If you have an excessive sweating problem, summers can be rough. The average person has 2 to 4 million sweat glands acting as the body’s coolant system to prevent it from overheating. Some people, however, sweat more than others. The majority (90%) of patients report that excessive sweating affects their emotional state. Chronic pit stains can really lower your self-esteem and the more you worry about it, the more you tend to sweat. Here are some basic tips to cure excessive sweating in the summertime.

Tips to Stop Sweating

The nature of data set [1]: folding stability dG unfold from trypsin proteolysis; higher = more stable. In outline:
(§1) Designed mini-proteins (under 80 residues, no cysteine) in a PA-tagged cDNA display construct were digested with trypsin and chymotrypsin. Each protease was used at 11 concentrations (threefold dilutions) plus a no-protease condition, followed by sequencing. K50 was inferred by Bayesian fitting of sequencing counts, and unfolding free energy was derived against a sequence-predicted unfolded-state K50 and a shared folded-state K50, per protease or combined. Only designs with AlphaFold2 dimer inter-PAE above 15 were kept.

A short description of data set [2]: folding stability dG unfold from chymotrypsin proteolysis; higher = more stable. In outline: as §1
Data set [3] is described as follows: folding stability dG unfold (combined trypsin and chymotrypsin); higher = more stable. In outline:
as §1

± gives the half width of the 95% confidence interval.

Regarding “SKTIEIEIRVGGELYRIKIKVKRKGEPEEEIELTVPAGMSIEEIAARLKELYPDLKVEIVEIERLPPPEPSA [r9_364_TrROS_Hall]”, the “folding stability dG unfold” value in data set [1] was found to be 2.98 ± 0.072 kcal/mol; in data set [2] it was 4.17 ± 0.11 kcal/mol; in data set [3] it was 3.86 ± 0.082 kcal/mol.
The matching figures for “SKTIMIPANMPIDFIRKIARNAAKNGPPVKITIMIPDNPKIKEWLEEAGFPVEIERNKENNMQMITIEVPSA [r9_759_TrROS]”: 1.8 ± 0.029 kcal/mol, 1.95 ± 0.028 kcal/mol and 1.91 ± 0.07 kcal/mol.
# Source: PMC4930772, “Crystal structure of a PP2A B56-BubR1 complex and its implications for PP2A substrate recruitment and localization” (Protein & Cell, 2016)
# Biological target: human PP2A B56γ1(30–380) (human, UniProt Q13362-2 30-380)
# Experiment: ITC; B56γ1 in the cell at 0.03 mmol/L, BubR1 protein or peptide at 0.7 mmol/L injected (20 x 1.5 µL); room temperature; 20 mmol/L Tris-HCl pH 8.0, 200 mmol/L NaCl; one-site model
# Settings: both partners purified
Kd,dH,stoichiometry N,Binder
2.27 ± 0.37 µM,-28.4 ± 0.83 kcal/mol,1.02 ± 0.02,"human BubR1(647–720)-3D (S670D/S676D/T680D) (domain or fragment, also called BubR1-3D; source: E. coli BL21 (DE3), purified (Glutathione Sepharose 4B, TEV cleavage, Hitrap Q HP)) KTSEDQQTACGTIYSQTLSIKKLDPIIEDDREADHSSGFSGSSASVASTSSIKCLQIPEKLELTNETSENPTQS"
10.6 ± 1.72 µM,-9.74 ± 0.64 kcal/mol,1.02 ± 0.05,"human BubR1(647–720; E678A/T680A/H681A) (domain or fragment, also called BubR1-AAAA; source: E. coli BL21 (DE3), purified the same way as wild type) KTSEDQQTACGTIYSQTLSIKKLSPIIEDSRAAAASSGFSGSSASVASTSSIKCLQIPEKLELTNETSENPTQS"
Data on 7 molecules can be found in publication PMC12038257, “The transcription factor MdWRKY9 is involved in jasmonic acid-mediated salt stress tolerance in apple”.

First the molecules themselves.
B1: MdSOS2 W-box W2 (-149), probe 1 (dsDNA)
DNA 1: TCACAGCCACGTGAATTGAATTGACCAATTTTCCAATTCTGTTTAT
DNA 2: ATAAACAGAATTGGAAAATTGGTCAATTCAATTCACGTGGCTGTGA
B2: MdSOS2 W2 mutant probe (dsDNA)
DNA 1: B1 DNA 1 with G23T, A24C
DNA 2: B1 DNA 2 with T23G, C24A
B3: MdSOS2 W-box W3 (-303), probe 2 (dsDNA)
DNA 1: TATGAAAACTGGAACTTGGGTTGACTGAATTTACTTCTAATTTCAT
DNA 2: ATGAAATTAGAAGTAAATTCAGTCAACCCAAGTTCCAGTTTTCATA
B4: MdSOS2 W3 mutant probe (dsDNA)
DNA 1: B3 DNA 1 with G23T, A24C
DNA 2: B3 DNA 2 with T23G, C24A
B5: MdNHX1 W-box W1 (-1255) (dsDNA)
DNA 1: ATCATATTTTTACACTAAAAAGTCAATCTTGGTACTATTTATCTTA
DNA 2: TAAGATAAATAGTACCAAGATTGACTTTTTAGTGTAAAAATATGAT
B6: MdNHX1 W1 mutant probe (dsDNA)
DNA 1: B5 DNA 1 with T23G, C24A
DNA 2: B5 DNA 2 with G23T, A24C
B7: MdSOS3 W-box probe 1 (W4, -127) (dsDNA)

1. Step up your deodorant game: Try switching to higher-strength deodorants and antiperspirants. There are some strong over-the-counter products, but you may want to go a step further and talk to your doctor about prescriptions. You can also apply your deodorant at night, allowing the ingredients to soak into the sweat duct and clog it. If you apply deodorant in the morning it may just wipe off rather than absorb into your skin.
  2. Dress appropriately: In hot weather it is best to wear lightweight, breathable fabrics. Some athletic clothes are made to wick away moisture; they may be more expensive, but they get the job done. Also, change your clothes when needed. You will not stay dry if you are not dry to begin with.
  3. Watch what you eat: Some foods, particularly those that are spicy, will affect your level of sweating and/or the smell of your sweat.